Procol Harum

the Pale 

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Shine on Brightly • Salvo

The second 2009 reissue reviewed online at Head Full of Snow

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In its original form, Procol Harum’s second album, Shine on Brightly, is – to coin a football pundit’s favourite phrase – a game of two halves.

Virtually scythed down the middle, the first side consists of five tracks of a more conventional (for the time) psychedelic/prog rock standard, which wouldn’t seem out of place on their debut, Procol Harum. The second side, however, is made up of just the two. The exceptional Magdalene (My Regal Zonophone) and, weighing in just shy of 17 minutes, the hugely influential, genre-breaking In Held 'Twas In I.

Yes, as we’re commandeering bad phrasing without due care and attention or regards for human life, with the release of Shine on Brightly back in 1968, Procol Harum had thrown the rulebook well and truly out of the window.

In Held 'Twas In I blazed a trail down which a lot of 70s progressive rock would venture, dividing the song into suites (a nod to classical music) and happily breaking the fifteen-minute mark. Beginning with the spoken word intro, Glimpses of Nirvana, before passing through 'Twas Teatime at the Circus, In the Autumn of my Madness (sung by Procol’s Hammond wizard, Matthew Fisher), Look to Your Soul and finishing with the instrumental splendour of Grande [sic, but the error is Salvo's] Finale, In Held 'Twas In I marks a courageous step forwards in musical experimentation. One that, in 1968, probably sounded like an idea that had drifted down from another world. And indeed, its lyrical blend of eastern mysticism, jocularity and grim self-doubt, plus its sheer, cinematic scope, went on to inspire many a psychedelic outfit into more progressive territory, as well as Pete Townshend during his writing of Tommy and Brian May in the direction that Queen would take.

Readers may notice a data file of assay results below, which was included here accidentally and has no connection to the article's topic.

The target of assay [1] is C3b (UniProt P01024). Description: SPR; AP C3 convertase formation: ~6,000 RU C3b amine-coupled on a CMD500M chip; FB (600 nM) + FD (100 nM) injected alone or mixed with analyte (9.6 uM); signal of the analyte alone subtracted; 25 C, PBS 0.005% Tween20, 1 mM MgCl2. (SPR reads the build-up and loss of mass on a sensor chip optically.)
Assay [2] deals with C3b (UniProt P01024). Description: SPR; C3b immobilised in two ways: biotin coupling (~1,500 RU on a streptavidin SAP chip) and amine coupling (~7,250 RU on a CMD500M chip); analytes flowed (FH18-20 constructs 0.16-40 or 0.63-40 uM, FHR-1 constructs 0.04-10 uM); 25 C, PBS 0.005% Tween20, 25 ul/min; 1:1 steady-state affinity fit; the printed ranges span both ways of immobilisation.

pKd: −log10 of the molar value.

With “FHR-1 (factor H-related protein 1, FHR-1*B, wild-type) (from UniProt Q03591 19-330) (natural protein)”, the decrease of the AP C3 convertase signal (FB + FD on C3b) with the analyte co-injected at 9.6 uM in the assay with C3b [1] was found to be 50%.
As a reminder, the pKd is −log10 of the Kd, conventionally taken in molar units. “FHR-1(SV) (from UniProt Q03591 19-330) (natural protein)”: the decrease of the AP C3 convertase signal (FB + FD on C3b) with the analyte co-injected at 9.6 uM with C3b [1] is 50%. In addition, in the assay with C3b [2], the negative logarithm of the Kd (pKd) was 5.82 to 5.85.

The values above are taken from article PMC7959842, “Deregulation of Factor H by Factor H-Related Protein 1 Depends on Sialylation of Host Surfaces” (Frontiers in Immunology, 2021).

This exhilarating wedge of classically-tinged majesty casts such a delightful shade of kaleidoscopic colour over Shine on Brightly, you might be forgiven for forgetting that there is far more to this album than one bloody great song.

As with Procol Harum, it’s a mix of piano and swirling organ-riffs, as well a greater emphasis on Robin Trower’s superior, blues-heavy guitar licks, guiding us through the rest of the album. For instance, Wish Me Well sounds like Traffic having a bare-knuckle punch-up with Jimmy Page outside the Marquee Club, while the title track is a riveting example of acid rock, complete with razor-sharp splinters of Floyd-esque guitar thrusting the hallucinogenic tale onwards. Skip Softly (My Moonbeams) is a bouncy wee filler that, following a gentle mid-song lull, rises to a throbbing finish of musical opacity, fuelled by the sort of guitarmanship that leaves bloody stumps in the place of fingers. The funeral procession dirge of Magdalene (My Regal Zonophone) is particularly special and for me the absolute highlight of the album, beating off the stiff competition from the likes of In Held 'Twas In I and Wish Me Well.

The songwriting partnership of pianist and lead vocal, Gary Brooker, and lyricist Keith Reid (with credit also given to Matthew Fisher on a couple of tracks) is as strong as ever, maturing significantly since the début album, and the wonderfully ambiguous impenetrabilty that characterised the words of  A Whiter Shade of Pale is present throughout.

This reissue of Shine on Brightly is up to the high standards set by Fly Records’ and Salvo’s previous Move and Procol Harum releases. It’s certainly worth getting out on the roof and shouting about, with the usual immaculate sound quality – here presented in crystal-clear stereo – irresistible presentation and booklet, and 11 – count them – bonus tracks, including the final Denny Cordell produced track, a previously unreleased version of McGregor.

Shine on Brightly saw Procol Harum shifting up a gear, not only planting the seeds for the future of progressive rock but also their next album and Head Full of Snow firm fave, A Salty Dog.

As that very same football pundit mentioned earlier might say, “The lads done good!” Say no more.

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